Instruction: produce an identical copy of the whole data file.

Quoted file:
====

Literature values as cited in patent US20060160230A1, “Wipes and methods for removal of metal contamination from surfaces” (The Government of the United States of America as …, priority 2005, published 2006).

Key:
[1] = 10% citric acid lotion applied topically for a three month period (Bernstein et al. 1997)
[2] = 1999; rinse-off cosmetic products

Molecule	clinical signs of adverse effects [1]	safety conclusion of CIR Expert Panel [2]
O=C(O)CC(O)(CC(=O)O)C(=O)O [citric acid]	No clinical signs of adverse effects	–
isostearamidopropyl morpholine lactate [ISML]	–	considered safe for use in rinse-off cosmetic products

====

Literature values as cited in patent US20060160230A1, “Wipes and methods for removal of metal contamination from surfaces” (The Government of the United States of America as …, priority 2005, published 2006).

Key:
[1] = 10% citric acid lotion applied topically for a three month period (Bernstein et al. 1997)
[2] = 1999; rinse-off cosmetic products

Molecule	clinical signs of adverse effects [1]	safety conclusion of CIR Expert Panel [2]
O=C(O)CC(O)(CC(=O)O)C(=O)O [citric acid]	No clinical signs of adverse effects	–
isostearamidopropyl morpholine lactate [ISML]	–	considered safe for use in rinse-off cosmetic products